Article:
- Mithun Ashok
- May 28, 2019
- 0 comment(s)
What is Malware?
Malware is a broader term for several types of malicious codes created by cybercriminals for preying on online users. Malware is the singly coined word for the words, “Malicious Software”. Today, cyber-attacks have become more common and frequent, targeting small to big organizations. The motive behind the creation of such unlawful programs is to gain illegal access to computing devices, steal personal information, spy without the user intent and much more.
With the rise of malware attacks, it becomes mandatory to know and understand their types, attacking methodologies, detection, and malware removal procedures to stay protected. This article here provides insights on those fronts!
Different Types of Malware:
Created to relentlessly self-replicate it infects programs and files. The malicious activities may be targeted at destroying valuable data or causing unrepairable damages.
The name says it all, the software is created to spy on the victim, which is secretly implanted on the computing device by the hacker. The spyware gathers information and sends it to the hacker.
The malicious program is devised to pop-up unwanted advertisements on the victim’s computer without their permission. The pop-ups are uncontrollable and tend to behave erratically. They usually appear numerous times on the screen and it becomes tedious to close them.
In the context of software, a bug is a flaw, which produces an undesired outcome. These flaws are usually the result of human error and typically exist in the source code or compilers of a program. Minor bugs just marginally influence a program's conduct and subsequently, can go for extensive stretches of time before being found. More significant bugs can cause crashing or freezing. Security bugs are the most severe type of bugs and can allow attackers to bypass user authentication, override access privileges, or steal data. Bugs can be prevented with developer education, quality control, and code analysis tools.
Rootkit Virus assists a hacker in remotely accessing or controlling a computing device or network without being exposed. They are hard to detect due to the reason that they become active even before the system’s Operating System is booted up.
The name “Trojan horse” arrives from the ancient Greek tale on the Trojan War. Similar to the story, the malicious program sneaks into the victim’s computer disguised as a legitimate program that users will accept and want to use.
The Worm Virus is a malicious code that copy’s itself and spreads to other computers. The Worm makes use of the network to spread to other devices. An infected network or system may slow down and face unexpected hiccups on the full swing. While a Computer Virus attaches itself to different programs and executable codes, the Worm Virus spreads across the networks. This is the notable difference between the two.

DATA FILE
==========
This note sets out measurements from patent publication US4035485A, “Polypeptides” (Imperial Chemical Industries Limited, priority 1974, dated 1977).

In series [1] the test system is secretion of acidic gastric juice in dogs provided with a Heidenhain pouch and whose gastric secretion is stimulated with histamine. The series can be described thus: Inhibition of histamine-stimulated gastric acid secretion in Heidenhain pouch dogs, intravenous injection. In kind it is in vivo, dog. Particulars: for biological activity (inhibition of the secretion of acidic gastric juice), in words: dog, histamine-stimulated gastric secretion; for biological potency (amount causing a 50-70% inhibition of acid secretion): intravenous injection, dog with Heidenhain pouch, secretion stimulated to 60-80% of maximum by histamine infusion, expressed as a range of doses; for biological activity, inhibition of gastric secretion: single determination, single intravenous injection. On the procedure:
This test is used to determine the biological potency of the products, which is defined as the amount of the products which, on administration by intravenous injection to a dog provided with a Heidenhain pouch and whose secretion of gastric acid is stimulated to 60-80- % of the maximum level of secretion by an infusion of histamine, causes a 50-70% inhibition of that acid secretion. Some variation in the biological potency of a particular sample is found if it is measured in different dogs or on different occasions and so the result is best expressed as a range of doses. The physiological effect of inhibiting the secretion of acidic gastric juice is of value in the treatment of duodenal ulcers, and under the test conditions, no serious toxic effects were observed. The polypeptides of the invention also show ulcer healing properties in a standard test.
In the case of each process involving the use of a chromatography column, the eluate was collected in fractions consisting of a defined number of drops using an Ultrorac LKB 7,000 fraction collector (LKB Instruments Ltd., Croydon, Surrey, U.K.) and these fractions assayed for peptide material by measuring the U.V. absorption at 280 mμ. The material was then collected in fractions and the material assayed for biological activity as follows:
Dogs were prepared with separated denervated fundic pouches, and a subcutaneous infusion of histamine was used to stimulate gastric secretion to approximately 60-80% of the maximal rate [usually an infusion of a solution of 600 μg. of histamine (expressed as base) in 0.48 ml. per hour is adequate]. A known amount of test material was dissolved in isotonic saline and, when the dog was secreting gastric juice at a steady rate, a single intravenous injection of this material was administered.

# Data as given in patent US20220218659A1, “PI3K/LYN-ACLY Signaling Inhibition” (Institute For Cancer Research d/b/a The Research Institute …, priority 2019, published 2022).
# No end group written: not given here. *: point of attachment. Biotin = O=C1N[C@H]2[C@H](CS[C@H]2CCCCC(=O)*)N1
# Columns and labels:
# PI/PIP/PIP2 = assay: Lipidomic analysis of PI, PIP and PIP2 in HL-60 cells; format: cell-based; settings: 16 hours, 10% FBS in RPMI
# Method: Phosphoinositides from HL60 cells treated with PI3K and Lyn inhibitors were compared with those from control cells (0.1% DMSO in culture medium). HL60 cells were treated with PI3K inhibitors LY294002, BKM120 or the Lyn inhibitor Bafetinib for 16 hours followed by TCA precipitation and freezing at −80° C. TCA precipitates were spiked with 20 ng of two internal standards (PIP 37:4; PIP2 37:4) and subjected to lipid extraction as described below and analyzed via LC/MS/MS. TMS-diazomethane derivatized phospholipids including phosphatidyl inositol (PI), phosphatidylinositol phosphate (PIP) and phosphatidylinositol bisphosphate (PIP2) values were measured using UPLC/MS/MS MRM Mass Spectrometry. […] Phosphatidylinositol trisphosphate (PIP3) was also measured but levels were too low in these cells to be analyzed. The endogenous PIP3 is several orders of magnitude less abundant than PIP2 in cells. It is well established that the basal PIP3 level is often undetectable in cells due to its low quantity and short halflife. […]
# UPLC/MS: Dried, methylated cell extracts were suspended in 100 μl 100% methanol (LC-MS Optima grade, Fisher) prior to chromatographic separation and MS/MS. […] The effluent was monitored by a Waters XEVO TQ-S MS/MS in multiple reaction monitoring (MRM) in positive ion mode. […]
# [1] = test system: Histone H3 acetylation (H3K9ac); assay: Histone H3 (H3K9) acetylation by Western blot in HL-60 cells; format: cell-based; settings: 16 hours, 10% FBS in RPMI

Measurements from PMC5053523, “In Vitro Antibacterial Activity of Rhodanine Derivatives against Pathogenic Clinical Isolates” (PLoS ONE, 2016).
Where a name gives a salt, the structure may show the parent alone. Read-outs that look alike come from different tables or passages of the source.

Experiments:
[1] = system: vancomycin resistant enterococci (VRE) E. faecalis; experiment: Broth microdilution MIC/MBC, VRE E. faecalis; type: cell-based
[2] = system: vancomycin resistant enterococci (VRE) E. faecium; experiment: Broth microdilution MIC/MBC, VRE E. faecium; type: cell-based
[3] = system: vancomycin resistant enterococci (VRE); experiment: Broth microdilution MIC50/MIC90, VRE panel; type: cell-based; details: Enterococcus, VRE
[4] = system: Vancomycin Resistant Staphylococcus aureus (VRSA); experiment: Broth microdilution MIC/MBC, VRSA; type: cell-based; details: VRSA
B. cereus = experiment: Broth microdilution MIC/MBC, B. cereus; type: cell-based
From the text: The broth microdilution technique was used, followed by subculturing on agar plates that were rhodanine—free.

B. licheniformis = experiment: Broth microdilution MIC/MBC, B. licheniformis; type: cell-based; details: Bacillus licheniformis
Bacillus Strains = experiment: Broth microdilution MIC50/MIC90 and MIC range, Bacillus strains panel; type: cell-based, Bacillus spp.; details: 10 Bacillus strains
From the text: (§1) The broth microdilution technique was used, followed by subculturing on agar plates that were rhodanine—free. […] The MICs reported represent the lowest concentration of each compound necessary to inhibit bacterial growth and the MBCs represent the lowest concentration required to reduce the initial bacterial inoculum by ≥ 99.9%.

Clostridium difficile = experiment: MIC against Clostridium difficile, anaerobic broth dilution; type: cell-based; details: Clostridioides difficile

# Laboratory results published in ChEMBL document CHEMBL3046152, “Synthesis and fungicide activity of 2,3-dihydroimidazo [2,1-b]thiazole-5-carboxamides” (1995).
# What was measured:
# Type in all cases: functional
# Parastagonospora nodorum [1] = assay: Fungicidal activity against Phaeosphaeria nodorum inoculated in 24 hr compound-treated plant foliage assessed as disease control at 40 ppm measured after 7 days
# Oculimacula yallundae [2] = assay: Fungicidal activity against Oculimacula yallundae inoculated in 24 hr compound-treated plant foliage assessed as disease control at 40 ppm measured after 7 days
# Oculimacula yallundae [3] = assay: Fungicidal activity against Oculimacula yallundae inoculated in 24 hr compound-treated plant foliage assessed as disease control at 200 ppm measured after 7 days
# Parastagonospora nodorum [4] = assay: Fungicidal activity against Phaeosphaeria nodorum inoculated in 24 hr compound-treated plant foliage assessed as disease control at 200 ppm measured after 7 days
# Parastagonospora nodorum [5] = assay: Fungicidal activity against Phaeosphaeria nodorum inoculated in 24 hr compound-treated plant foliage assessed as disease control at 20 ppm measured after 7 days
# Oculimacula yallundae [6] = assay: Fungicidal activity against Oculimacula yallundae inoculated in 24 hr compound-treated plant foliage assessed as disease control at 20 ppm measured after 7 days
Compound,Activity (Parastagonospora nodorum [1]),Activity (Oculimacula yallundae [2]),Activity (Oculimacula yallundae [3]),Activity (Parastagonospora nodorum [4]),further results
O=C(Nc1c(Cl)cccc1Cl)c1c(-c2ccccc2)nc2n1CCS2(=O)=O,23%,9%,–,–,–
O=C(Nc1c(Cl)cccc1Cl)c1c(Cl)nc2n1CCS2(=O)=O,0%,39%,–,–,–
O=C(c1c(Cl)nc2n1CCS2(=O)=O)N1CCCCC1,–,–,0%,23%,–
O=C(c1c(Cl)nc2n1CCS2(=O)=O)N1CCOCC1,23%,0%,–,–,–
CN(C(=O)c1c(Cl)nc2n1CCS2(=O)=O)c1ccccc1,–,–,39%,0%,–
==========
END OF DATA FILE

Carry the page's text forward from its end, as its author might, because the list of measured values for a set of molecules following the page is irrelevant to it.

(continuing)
As the name interprets, the ransomware is a ransom malware. The ransom virus blocks the user from accessing the files or programs and the virus removal demands to pay the ransom through certain online payment methods. Once the amount is paid the user can resume using their system.
The Keylogger records every keystroke that a user makes on their device by running in the background. It steals user credentials and confidential data and forwards it to the hacker for malicious purpose.
The cybercriminal blocks user actions and takes full control of the system. The hacker creates a network of malware-infected computers which functions as a bot. The botnet virus is used to transmit malware, send spam emails, and execute other malicious tasks.
The Malware Symptoms
Some of the common signs and symptoms of malware infection are listed below:
Slowing down of your computer, programs, and internet connection
Frequently, the web browser ceases to work completely
The appearance of strange files, programs, or desktop icons
Suddenly, your screen is bombarded with popups of unwanted advertisements
Unanticipated frequent system or program crashes
An unexpected decrease in disk space
Web browser’s homepage has been changed
Redirection to new websites while trying to access a different website
Unusual programs and messages keep appearing
Emails/messages being sent automatically and without the user’s knowledge (a friend receives a strange email from you that you did not send)
Programs start running automatically
The antivirus program is turned off (disabled) automatically
Friends complaining of receiving strange and irrelevant messages from your email
Blocked access to your own system and a ransom demanded to regain access again
Prevention and Malware Removal
There are several general best practices that organizations and individual users should follow to prevent malware infections. Some malware cases require special prevention and treatment methods, but following these recommendations will greatly increase a user’s protection from a wide range of malware:
Install and run anti-malware and firewall software. When selecting software, choose a program that offers tools for detecting, quarantining, and removing multiple types of malware. At the minimum, anti-malware software should protect against viruses, spyware, adware, Trojans, and worms. The combination of anti-malware software and a firewall will ensure that all incoming and existing data gets scanned for malware and that malware can be safely removed once detected.
Keep software and operating systems up to date with current vulnerability patches. These patches are often released to patch bugs or other security flaws that could be exploited by attackers.
Be vigilant when downloading files, programs, attachments, etc. Downloads that seem strange or are from an unfamiliar source often contain malware.
Think Before You Click.